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Unformatted text preview: Week 1 Solutions MATH 233 Section 1.3, Problem# 4 p =A is truthful, p=A is lying q= B is truthful, q=B is lying r=C is truthful, r=C is lying # 4a: A is lying and B or C is truthful = P /\ (q \/ r) #4b : A and B are lying, or A and C are truthful= (p/\q) \/(p/\r) #4c : At least two people are telling the truth = Two or more people are telling the truth = (p/\q) \/(p/\r) \/(q/\r) \/(p/\q/\r) #4d : Exactly two people are telling the truth= [ (p/\q) \/(p/\r) \/(q/\r) ] /\ (p/\q/\r) From [ (p/\q) \/(p/\r) \/(q/\r) ] , you had to exclude the possibility that all three are telling the truth. Section 1.3, Problem# 12a : Either everyone is not hungry at mealtime, or everyone is tired and the snackbar makes a profit. h= everyone is hungry at mealtime t= everyone is tired p= a profit is made by the snackbar h t p  t /\p  h\/( t/\p) T T T _ T _____T T T F _ F _____F T F T _ F _____F T F F _ F _____F F T T _ T _____T F T F _ F _____T F F T _ F _____T F F F _ F _____T Section 1.4, Problem# 8 : # 8a : Every biology major is required to take geometry. Let G(s)= s is required to take geometry (this is the predicate) B = the set of biology majors (this is the domain) quantified predicate: s in B, G(s) 10c : If x is even, then x <=12 This is True , since all the even numbers 8 and 10 are <=12. # 8b : There are computer science majors who do not minor in mathematics. Let M(s)= s minors in mathematics (this is the predicate) C = the set of computer science majors (this is the domain) quantified predicate: s in C, M(s) # 8c : There is no math major who is required to take a business course. Let B(s)= s is required to take a business course (this is the predicate) M = the set of math majors (this is the domain) quantified predicate: s in M, B(s) Alternate answer: s in M, B(s) # 8d : There are puzzles that have no solution. Let S(x)= x has a solution (this is the predicate) P = the set of puzzles (this is the domain) quantified predicate: s in P, S(x) Alternate answer: s in M, B(s) Section 1.5, Problem # 4a : p q p /\q (p /\ q) >q T T _ T _____T T F _ F _____T F T _ F _____T F F _ F _____T Section 1.5, Problem # 10: D={1,3,5,7,8,10,11,12} 10b : If x is odd, then x>7. This is False , since x=1 is odd and 1 is not >7 (Note that x=3,5,7 are counterexamples, too) Section 1.6, Problem #2b: Let = This number is a perfect square. = The equation has a rational solution. llowing form: a converse fallacy . Truth table for (p /\ q)\/ (q >p) p q p /\q  q >p (p /\ q)\/ (q >p) column has all T values....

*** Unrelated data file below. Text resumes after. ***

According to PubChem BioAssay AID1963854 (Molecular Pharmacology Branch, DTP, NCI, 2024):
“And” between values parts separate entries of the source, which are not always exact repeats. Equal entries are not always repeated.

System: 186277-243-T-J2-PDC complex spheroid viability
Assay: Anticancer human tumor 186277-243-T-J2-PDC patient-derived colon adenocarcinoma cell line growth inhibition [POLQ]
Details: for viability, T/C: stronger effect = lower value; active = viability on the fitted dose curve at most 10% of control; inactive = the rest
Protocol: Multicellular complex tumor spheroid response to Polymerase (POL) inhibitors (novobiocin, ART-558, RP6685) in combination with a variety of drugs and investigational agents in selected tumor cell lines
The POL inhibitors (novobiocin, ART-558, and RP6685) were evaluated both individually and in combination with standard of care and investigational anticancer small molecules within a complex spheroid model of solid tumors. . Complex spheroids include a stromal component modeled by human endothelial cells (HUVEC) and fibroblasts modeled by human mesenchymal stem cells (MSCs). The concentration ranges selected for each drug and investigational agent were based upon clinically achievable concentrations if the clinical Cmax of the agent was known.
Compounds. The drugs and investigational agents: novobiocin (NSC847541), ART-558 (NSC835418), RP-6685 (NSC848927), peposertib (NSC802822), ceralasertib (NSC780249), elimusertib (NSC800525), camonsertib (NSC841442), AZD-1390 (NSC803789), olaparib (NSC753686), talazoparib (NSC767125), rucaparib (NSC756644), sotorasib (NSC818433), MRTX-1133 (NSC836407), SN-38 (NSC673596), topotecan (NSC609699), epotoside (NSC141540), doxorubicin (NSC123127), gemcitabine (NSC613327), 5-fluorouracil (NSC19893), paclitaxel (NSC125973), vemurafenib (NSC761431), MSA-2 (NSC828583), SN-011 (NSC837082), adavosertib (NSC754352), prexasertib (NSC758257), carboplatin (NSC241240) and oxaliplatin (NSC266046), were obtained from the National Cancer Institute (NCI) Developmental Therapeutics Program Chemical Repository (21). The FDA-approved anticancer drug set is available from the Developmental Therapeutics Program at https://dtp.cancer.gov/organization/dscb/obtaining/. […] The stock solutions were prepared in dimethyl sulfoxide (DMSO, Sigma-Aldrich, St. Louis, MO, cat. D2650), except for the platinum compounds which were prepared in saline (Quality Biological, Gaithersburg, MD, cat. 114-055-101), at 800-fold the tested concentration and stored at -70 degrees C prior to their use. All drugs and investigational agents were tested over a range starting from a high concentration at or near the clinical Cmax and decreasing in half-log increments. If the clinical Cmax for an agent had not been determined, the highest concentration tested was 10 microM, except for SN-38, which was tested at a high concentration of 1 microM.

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 Summer '10
 Li
 Math

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